Who is afraid of the Indian constitution?

The Indian constitution is best regarded as the social contract for a new India. It is the only document that has reached intense debates, arguments and negotiations between all political currents within the Constituent Assembly – from members like KM Munshi, who clearly occupied the Hindu nationalist end of the spectrum, to the Muslim League, which occupied the other. Indeed, the position represented by Munshi was quite powerful in the Assembly. Therefore, the final document that was adopted was something that almost all political currents were committed to respecting.

It should be noted that the dominant nationalist struggle was only a of the many currents within the freedom struggle, where many other sections were fighting their own liberation battles – often against their native / local oppressors. There has been the struggle of the Dalits for liberation from the yoke of caste oppression, the struggles of the Adivasi for assertiveness and countless struggles of the peasants and workers for a better deal – and they have often come together. run parallel to each other, sometimes overlapping, often clashing with the dominant nationalist movement.

They met for the first time in the Constituent Assembly, which, in this sense, represented a break in the logic of the struggle for freedom. The only policy training (as opposed to ideology) who was not represented in the Assembly was the one who had carefully kept away from all these currents within the struggle for freedom, one who is associated with the current political regime and who mounted continuous attacks on the constitution from the very moment of its adoption.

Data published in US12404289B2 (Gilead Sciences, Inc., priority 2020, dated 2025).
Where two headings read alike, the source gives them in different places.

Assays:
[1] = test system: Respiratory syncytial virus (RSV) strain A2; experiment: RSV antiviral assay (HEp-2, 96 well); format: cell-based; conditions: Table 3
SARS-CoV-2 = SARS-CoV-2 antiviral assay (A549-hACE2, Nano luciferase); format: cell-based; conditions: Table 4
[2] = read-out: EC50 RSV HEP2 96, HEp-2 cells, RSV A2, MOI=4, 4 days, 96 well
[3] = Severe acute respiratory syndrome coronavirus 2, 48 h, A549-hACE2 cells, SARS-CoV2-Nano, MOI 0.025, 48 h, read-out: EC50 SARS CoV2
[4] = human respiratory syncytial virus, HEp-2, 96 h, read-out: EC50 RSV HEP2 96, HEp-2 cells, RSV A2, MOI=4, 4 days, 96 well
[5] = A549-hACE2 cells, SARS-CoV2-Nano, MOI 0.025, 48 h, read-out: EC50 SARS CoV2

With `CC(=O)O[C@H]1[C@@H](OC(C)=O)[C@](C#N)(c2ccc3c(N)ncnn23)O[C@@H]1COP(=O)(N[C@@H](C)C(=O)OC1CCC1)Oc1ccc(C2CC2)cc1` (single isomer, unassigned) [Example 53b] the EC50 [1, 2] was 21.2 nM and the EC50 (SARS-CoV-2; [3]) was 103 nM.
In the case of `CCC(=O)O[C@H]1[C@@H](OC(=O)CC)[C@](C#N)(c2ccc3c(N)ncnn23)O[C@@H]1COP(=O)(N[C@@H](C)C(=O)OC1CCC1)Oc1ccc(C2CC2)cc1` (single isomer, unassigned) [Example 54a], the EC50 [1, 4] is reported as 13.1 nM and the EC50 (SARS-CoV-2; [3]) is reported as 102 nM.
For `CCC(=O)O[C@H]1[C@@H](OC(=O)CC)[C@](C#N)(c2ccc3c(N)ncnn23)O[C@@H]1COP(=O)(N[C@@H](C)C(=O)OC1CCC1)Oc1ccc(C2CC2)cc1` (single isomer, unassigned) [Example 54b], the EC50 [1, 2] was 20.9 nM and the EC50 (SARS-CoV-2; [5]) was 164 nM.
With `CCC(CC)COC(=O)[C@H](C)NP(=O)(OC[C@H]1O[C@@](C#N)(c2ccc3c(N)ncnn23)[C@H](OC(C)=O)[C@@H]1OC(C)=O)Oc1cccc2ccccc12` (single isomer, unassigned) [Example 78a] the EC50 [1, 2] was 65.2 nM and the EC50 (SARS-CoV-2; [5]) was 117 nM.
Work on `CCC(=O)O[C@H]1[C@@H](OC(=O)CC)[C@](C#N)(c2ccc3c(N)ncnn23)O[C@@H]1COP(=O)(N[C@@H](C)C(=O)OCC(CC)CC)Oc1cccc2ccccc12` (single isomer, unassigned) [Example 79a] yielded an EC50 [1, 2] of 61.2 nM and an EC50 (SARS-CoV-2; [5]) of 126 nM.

One line of attack against the formation of this formation, the Rashtriya Swayamsevak Sangh (RSS), which continues to this day, is that it is based on Western and foreign ideas and has nothing to do with “our” traditions. Leaders and pracharaks of the RSS have therefore always supported the Manusmriti as “our” aboriginal law code.

This accusation must be answered on three levels. First, in the world of ideas there have never been any borders and just look at, for example, the story of the spread of Buddhism from India to East and South Asia. East. Or take Christianity that traveled from Asia to the rest of the world, becoming a practically European religion. Islam too, spread across the continents. For ages, human beings have adopted ideas suited to their needs, no matter where they come from. It is something that the Rigveda also recognizes when he says, ‘Aa no bhadrah kratvo yantu vishvatah‘(How noble thoughts come to me from all directions). The tradition certainly had a very different view of things from that of its current supporters and defenders.

Second, what are the “foreign” ideas that arouse the ire of critics of the constitution? From the periodic diatribes against it, we can isolate three ideas perceived as dangerous and “Western”: the right to equality, the dignity and primacy of the individual as a legal person, and freedom of expression and of critical.